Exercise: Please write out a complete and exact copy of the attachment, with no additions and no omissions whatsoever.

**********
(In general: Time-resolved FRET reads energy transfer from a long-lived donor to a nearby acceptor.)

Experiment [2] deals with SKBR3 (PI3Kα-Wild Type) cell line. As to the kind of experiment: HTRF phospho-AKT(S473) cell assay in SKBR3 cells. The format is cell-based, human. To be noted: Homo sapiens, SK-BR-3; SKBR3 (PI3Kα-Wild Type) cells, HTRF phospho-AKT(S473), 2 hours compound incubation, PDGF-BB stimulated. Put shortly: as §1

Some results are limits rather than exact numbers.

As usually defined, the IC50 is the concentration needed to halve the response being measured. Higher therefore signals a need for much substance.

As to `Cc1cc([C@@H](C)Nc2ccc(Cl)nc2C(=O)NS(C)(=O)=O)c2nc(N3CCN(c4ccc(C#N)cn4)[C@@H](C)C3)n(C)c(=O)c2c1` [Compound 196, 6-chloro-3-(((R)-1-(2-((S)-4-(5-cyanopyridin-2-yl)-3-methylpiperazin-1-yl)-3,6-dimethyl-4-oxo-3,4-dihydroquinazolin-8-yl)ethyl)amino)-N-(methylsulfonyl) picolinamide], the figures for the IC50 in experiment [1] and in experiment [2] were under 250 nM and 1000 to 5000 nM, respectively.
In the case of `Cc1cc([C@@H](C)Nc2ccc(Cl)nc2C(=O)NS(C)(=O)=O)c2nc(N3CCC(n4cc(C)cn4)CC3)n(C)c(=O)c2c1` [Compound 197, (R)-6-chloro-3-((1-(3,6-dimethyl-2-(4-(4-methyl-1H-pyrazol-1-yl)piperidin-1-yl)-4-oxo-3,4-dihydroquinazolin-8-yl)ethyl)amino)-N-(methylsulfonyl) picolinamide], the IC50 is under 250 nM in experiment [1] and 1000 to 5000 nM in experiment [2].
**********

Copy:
(In general: Time-resolved FRET reads energy transfer from a long-lived donor to a nearby acceptor.)

Experiment [2] deals with SKBR3 (PI3Kα-Wild Type) cell line. As to the kind of experiment: HTRF phospho-AKT(S473) cell assay in SKBR3 cells. The format is cell-based, human. To be noted: Homo sapiens, SK-BR-3; SKBR3 (PI3Kα-Wild Type) cells, HTRF phospho-AKT(S473), 2 hours compound incubation, PDGF-BB stimulated. Put shortly: as §1

Some results are limits rather than exact numbers.

As usually defined, the IC50 is the concentration needed to halve the response being measured. Higher therefore signals a need for much substance.

As to `Cc1cc([C@@H](C)Nc2ccc(Cl)nc2C(=O)NS(C)(=O)=O)c2nc(N3CCN(c4ccc(C#N)cn4)[C@@H](C)C3)n(C)c(=O)c2c1` [Compound 196, 6-chloro-3-(((R)-1-(2-((S)-4-(5-cyanopyridin-2-yl)-3-methylpiperazin-1-yl)-3,6-dimethyl-4-oxo-3,4-dihydroquinazolin-8-yl)ethyl)amino)-N-(methylsulfonyl) picolinamide], the figures for the IC50 in experiment [1] and in experiment [2] were under 250 nM and 1000 to 5000 nM, respectively.
In the case of `Cc1cc([C@@H](C)Nc2ccc(Cl)nc2C(=O)NS(C)(=O)=O)c2nc(N3CCC(n4cc(C)cn4)CC3)n(C)c(=O)c2c1` [Compound 197, (R)-6-chloro-3-((1-(3,6-dimethyl-2-(4-(4-methyl-1H-pyrazol-1-yl)piperidin-1-yl)-4-oxo-3,4-dihydroquinazolin-8-yl)ethyl)amino)-N-(methylsulfonyl) picolinamide], the IC50 is under 250 nM in experiment [1] and 1000 to 5000 nM in experiment [2].